“While they know the pressure is on us, they have faith in us,” Vincke says of the studio’s fanbase, which has been an important part of Larian’s development since the days when Divinity: Original Sin was crowdfunded on Kickstarter. “While this won’t be a Kickstarter game, it’s still really important to us to maintain that communication and that level of dialogue with the community.”

In fact, Vincke thinks that this collaboration between a studio and its fanbase is vital when trying to crack new ideas: “When you’re working with a community that has an established idea of what you’re making, whether it be D&D or a CRPG, you really want to break new ground and make something exciting. I think when you’re experimenting with those new ideas, there’s nothing like reaching out to the community. They can think a little more wildly. When you come to them with those new ideas, they really respond to it. It’s a huge part of our development process.”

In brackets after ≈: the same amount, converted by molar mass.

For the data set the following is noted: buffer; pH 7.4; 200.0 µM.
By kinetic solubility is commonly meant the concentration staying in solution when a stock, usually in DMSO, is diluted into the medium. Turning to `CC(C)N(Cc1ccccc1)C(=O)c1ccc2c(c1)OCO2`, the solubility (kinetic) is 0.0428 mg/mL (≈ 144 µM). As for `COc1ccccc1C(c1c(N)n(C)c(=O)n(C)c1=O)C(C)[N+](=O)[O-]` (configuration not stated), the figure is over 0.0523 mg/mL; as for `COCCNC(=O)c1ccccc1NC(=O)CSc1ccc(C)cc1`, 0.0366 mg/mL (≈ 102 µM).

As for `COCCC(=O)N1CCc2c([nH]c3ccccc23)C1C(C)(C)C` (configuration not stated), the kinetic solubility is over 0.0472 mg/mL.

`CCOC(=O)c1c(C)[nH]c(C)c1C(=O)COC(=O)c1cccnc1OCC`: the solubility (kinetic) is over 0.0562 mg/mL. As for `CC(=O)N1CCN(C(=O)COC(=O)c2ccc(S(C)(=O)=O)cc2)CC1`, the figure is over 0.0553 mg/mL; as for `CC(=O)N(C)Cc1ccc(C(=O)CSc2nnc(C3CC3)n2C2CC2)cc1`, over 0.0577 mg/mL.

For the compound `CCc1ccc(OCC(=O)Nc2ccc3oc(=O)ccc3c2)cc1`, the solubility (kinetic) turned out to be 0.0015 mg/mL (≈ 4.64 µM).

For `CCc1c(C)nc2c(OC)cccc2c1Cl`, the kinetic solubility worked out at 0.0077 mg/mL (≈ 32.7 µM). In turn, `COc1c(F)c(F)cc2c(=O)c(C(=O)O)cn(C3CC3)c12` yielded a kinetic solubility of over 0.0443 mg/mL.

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Mearls, who has been at Wizards of the Coast for over a decade and led design on D&D 5th Edition, the current version of the tabletop game, is no stranger to trying to improve upon a game that players hold dear.